Dressing The Part: What You Think You Should Wear When You First Come Out

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Not a day goes by that I don’t have to come out to someone. I recently mentioned my wife to a co-worker and she literally asked me three times if I meant my real wife. 

“Do you mean you call your husband your wife?”

“No, I mean my wife.”

“So you mean your roommate then?”

No lady, I mean my wife! I don’t know what other way to say this for you to understand!?  All the femme women know what I’m taking about: We don’t fit into the mold of what society thinks a lesbian “looks” like, so we are automatically deemed straight because we wear dresses and carry a purse. 

When I first came out I knew very few lesbians and the ones I did know had a very limited wardrobe that consisted of mostly button down shirts and baseball hats. I, of course, would get teased by my tight jeans and my giant purse. “Dude, lesbians don’t carry purses.” This was not only was news to me but completely took my breath away—where was I going to keep all my stuff? My jeans were WAY too tight to fit a wallet, keys, lip gloss, gum and the rest of the bullshit I had in there!  Not to mention I was so proud of having the courage to come out and the fact that no one knew I was gay when they looked at me, was depressing. Even the lesbians thought I was straight. 

I decided I should make more of an effort to look the part if I wanted to fit in and headed to the only store I knew carried button down shirts: American Eagle. Not only did I walk out of there with bags of clothes I never imagined myself wearing, but I bought a big leather bracelet. Those seemed to shout lesbian (?). I went to such lengths to prove to everyone around me that I WAS gay and this was NOT a phase. I even contemplated getting a rainbow tattoo on my arm just to seal the deal but decided against it because it didn’t go with my new pants.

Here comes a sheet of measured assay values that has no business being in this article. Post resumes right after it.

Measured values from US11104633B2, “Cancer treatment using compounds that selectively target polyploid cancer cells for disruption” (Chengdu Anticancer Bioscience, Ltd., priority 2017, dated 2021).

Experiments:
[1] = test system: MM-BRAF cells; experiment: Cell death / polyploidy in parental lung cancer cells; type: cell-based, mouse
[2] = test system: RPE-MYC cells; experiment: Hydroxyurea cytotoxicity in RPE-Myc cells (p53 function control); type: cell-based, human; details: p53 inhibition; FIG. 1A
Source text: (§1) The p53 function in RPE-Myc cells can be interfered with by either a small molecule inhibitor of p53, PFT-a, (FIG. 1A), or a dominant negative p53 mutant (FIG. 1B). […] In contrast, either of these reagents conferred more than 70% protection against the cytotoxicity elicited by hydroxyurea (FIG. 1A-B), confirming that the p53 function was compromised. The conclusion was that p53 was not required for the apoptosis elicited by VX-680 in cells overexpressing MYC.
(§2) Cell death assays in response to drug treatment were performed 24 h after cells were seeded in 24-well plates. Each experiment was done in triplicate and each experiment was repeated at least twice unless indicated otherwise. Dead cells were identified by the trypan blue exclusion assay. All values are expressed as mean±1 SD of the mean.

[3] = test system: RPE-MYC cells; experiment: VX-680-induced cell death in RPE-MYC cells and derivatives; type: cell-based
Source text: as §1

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My first night out in my new threads, everyone was very impressed. I didn’t need my purse anymore because my new cargo pants had enough pockets to fit everything. I traded my wallet for a money clip, my lip gloss for Chap Stick and my hoop earrings for studs.  The teasing about my tight jeans or my painted nails subsided and I began to blend in with everyone else.  I was officially a lesbian in the eyes of the rest of the world. I knew I was supposed to be proud, but I couldn’t shake the fact that I didn’t like how I felt. This is what I wanted, right?

I met a straight friend for lunch the next day and out of nowhere she says, “I love you no matter what, but if you wear those cargo pants one more time I am going to burn them while you sleep.” At first I was appalled. Didn’t she know the great lengths I went to in order to make sure I looked gay? I opened my mouth to tell her off and all that came out were tears. I wept because I knew she was right. I wept because it had taken me years of gathering up enough courage to come out and be who I truly was, only to feel like I was being shoved back into the closet, but this time it was a gay closet filled with gym shorts and softball cleats.  I was saddened that even in a community of people  who know what it feels like to be ostracized because you are different, there was a set of ‘rules’ to follow in order to belong.  I didn’t come out so other people would know who I truly was, I came out for me!

That day I went home and put all my cargo pants and button down shirts in a garbage bag and donated them to Goodwill—and a few friends who lived in that stuff, of course. I decided that being gay wasn’t about what I was wearing or how I did my hair. I knew it would be annoying at times to constantly have to come out to people and wince every time someone is completely shocked when you tell them you are a lesbian. 

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“Yep, I am really gay.”

I also knew that there would be young people in years to come who would be afraid to come out of fear of being judged by the rest of the world and they would be even more hurt to find judgment in our own community. I felt like I owed it to them and myself to be an example of what it means to truly be who you are, even if it’s in high heels.

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